The Government is responsible for authorizing imports and controls the Law and its interpretation, and they can call upon any regulation that suits them if “the defense of Socialism calls for it”; it has the final word of its inspectors and decree-laws from any ministry.
However, the business owner isn’t the only private worker, their employees are also considered private workers. An independent worker normally earns a lot more than public sector workers, although the gap was a lot clearer before 2020 and the implementation of wage reform. So, private work has been the best alternative for any average Cuban citizen who doesn’t receive remittances and doesn’t see hustling as an option.
Given the fact that competition for these positions is high, it’s better not “to look for problems with politics” (the owner who takes care not to run into problems demands the same attitude from their workers, it’s a must). The chain becomes longer when this person working in the private sector has family and they also need to be careful about what they say or write.
The chances are the private owner has a lot more to lose than a public official (the latter is not an owner of means of production), just like an average worker in the private sector has a lot more to lose than their public counterpart.
As if that weren’t enough, hurdles you need to jump at the beginning and the State’s discretion to authorize a business mean that this right to private economic activity can become a privilege. Once a private actor is legal, it’s in their best economic interests that the Government enforces the same red-tape for its competition, whether they like it or not.
Beyond the reforms process
As the reforms process involved creating the basic conditions of any modern-day economy, it needed to allow the essential: the ability to sell assets (property and vehicles), enjoy hotels and be able to move across borders (which was taken advantage of as a way for importing for the private sector).
As a result, the reforms that sought the basic essentials to keep the Government in power were limited to reestablishing – with many shortcomings – what should have never been eliminated. This is translated into the restoration of rights that had been taken away (private economic activity, the sale of goods and assets, travel) with implications for the national economy.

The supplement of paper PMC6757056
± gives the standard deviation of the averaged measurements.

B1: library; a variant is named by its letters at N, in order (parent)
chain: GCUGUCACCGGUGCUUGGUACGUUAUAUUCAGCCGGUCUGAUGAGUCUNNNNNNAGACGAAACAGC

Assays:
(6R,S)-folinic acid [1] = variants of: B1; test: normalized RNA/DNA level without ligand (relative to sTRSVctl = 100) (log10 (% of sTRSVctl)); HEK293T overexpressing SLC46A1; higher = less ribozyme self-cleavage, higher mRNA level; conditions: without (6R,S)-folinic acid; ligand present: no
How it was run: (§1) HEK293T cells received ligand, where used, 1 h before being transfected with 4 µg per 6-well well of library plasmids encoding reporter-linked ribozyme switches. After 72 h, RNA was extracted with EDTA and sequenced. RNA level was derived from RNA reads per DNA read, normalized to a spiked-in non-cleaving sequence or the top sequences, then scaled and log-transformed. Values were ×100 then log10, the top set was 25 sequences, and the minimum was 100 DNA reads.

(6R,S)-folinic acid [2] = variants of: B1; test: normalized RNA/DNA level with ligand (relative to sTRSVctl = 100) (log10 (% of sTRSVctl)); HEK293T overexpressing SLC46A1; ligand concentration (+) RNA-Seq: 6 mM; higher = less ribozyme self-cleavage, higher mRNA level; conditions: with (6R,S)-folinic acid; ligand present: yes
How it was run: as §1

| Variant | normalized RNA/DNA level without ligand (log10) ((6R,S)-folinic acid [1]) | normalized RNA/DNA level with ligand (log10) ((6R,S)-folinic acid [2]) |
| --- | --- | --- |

Substantial transformations in the Cuban economy have revolved around allowing or banning some private activity, with some steps forwards and others backwards. For example, it was recently approved that private businesses can register as a legal entity (SME). While these economic actors and national private businesses have existed for years, they haven’t been legally recognized as such. Also, a vague and selective import mechanism was authorized for private businesses.
From another point of view, it could be said that the State went back on what it had defended as socialism, to build Communism, as a way out. The Government has been unwilling to pay the political cost of the mistakes it makes and the solutions that are applied to fix these mistakes. Furthermore, it tries to apply these solutions to its failure as the main economic actor and make such appear praiseworthy.
The economy is not taking off, but the Government has ensured the bare minimum (sector that creates employment opportunities and tax revenues for collection), while joining groups that are in fact key to it staying in power. This doesn’t mean that the economic reforms were negative; they were openings. What we need to be asking ourselves is what official discourse has sold to us as reforms. In order to do this, we need to look at what motivated these measures, to understand their nature and their possible results.
Cuban economic reforms have had a high cost in terms of progress and experience, as a lot of time has been wasted in steps forward and setbacks linked to permissions and granting economic rights, instead of weaving them into the design of real reforms, with well-defined objectives, actors, deadlines, alliances and chains, and assessment methods.
Cuban society continues to be conditioned to discuss the degree of opening of these reforms. A discussion that focusses on the dispute of where to allow (new) privileges. We wear ourselves out discussing how this affects those in power, leaving how this benefits society to one side, to what extent, why, how, when; that is to say, how this opening is used.
While this discussion was underway, the Government decided what reforms it would introduce, and how it would distribute their benefits.